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HPV vaccination campaign gets message out on MARTA buses, trains

7/25/2014, 7 a.m.
Ads urging parents and guardians to “Talk to Your Doctor About Vaccinating Your Sons and Daughters Against HPV” are now ...
Guarding against the human papillomavirus, which causes cervical cancer, requires early vaccination. Georgia’s use of the vaccine is low.

Ads urging parents and guardians to “Talk to Your Doctor About Vaccinating Your Sons and Daughters Against HPV” are now appearing on dozens of MARTA buses, trains and bus shelters.

The CDC-funded advertising campaign, launched on July 21, seeks to raise awareness about the human papillomavirus, the leading cause of cervical cancer.

It was designed by MARTA and the Georgia Department of Public Health, which worked with the Georgia Chapter of the American Academy of Pediatrics and others to develop message. The message can be seen on 50 MARTA buses, 120 MARTA trains, and 20 MARTA bus shelters and is expected to be seen 12.7 million times.

Steven Mitchell, DPH director of immunizations, said the campaign has a singular goal: cancer prevention.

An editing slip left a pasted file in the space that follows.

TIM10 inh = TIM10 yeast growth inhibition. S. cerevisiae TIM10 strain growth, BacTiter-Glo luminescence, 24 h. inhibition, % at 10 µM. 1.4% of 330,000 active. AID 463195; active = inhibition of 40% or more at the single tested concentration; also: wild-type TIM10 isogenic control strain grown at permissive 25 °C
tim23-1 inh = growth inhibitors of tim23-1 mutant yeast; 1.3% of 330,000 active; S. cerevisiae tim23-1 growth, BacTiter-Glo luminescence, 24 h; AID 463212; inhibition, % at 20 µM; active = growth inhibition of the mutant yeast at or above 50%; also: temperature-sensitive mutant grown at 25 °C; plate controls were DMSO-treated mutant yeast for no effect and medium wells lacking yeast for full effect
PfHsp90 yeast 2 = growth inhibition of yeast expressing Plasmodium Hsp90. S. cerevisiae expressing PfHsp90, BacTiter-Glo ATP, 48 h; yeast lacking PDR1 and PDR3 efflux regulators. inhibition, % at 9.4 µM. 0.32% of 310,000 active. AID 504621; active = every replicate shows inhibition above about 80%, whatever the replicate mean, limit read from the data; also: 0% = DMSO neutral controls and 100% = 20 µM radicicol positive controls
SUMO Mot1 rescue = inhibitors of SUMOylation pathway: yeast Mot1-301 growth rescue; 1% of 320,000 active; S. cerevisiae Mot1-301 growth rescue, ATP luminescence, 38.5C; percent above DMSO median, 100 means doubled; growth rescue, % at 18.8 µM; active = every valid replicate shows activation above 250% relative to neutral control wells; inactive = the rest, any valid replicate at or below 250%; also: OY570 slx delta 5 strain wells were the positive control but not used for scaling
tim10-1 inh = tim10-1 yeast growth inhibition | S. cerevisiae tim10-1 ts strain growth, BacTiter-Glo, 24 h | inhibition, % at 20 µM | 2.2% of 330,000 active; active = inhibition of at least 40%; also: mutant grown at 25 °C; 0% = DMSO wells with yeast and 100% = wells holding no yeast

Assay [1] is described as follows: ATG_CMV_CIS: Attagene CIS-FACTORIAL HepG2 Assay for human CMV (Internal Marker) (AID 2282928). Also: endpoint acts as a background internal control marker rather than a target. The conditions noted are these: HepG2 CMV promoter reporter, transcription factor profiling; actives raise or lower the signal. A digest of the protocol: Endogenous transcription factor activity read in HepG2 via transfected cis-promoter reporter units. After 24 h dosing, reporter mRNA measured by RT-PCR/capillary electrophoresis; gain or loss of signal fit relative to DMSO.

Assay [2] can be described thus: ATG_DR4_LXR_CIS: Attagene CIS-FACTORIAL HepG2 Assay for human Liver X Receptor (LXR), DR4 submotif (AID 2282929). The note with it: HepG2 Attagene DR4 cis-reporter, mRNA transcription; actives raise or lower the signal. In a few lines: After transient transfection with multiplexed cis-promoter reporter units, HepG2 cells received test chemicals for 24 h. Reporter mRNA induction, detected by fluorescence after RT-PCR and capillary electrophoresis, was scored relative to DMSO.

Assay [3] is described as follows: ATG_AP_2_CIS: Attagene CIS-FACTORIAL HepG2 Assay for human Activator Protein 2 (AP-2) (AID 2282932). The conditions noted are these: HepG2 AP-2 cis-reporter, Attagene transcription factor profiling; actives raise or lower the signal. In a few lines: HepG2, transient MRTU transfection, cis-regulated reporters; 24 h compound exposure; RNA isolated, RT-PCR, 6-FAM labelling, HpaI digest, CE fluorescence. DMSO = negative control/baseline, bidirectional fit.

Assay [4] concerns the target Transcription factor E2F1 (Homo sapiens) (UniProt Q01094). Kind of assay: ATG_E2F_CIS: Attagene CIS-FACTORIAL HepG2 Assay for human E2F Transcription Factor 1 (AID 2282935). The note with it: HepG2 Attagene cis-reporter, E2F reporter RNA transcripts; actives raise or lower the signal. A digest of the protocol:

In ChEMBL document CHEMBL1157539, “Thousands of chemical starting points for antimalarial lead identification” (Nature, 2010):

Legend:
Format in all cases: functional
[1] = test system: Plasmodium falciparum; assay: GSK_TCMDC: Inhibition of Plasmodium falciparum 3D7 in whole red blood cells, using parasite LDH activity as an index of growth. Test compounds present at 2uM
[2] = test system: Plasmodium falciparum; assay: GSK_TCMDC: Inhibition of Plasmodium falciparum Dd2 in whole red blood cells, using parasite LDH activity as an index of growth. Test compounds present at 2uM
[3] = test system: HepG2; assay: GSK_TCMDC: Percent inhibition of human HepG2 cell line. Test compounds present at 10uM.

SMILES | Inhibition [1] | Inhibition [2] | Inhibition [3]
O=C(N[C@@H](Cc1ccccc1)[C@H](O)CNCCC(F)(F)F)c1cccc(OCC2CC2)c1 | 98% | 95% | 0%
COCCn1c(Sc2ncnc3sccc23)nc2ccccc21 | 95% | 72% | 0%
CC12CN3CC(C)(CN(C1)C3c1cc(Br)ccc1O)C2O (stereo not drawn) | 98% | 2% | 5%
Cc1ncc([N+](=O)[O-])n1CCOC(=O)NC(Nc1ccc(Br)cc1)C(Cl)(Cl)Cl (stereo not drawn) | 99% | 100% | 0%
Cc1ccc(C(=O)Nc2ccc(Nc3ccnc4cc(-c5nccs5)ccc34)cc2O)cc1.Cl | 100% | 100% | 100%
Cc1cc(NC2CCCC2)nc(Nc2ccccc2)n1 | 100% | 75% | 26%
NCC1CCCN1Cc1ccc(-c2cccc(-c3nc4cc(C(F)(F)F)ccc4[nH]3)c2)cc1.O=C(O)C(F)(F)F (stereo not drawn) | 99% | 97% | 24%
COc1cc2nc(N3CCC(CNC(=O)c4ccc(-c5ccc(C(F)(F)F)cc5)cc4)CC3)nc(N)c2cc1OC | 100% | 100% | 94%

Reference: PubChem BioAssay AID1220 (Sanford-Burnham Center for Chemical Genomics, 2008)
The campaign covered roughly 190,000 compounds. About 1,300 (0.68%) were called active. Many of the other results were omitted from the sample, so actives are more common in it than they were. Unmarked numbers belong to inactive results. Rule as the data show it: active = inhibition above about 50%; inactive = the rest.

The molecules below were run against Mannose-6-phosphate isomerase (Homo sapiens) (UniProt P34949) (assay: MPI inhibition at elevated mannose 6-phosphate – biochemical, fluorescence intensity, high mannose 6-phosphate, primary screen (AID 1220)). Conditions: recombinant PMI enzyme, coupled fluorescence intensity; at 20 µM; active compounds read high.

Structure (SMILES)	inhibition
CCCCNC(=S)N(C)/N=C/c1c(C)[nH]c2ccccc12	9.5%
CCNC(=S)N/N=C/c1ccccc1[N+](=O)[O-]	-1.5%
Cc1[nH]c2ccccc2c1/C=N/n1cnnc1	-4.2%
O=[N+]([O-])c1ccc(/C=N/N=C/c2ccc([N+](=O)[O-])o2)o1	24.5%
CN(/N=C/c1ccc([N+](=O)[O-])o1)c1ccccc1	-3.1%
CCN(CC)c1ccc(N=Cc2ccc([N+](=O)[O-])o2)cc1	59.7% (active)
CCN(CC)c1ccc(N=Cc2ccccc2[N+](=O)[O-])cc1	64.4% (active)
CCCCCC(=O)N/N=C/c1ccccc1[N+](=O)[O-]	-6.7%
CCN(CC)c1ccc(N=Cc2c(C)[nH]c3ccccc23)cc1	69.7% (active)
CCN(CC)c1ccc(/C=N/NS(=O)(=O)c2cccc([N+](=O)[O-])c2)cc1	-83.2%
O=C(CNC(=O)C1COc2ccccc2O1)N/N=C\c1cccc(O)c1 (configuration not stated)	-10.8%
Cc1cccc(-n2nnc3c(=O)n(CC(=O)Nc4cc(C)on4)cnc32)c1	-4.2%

“It’s important that families know that vaccination against HPV works to prevent cervical cancer,” he said.

Cervical cancer is a leading cause of death for American women. The national Centers for Disease Control and Prevention says that HPV infection is common in adult life, resulting in 12,000 cervical cancer cases among U.S. women each year.

Guarding against HPV requires early vaccination.

In June, DPH and the Georgia Cancer Control Consortium released “Our Collaborative Course of Action: Georgia’s Comprehensive Cancer Control Plan: 2013-2018,” which recommends that vaccination against HPV begin at 10 years of age.

Dr. Jean O’Connor, DPH’s director of Health Promotion and Disease Prevention, said parents have a lot to think about by the time their kids reach age 10 and HPV isn’t likely at the top of their minds.

“We’re hoping this campaign will change that,” O’Connor said.

Georgia’s use of the vaccine is low. O’Connor said that only 50 percent of females ages 13-17 received one of three doses in the vaccine series and only 29 percent completed the series in 2012. HPV immunization rates for adolescent males in Georgia are even lower.

For more information, visit cdc.gov/hpv.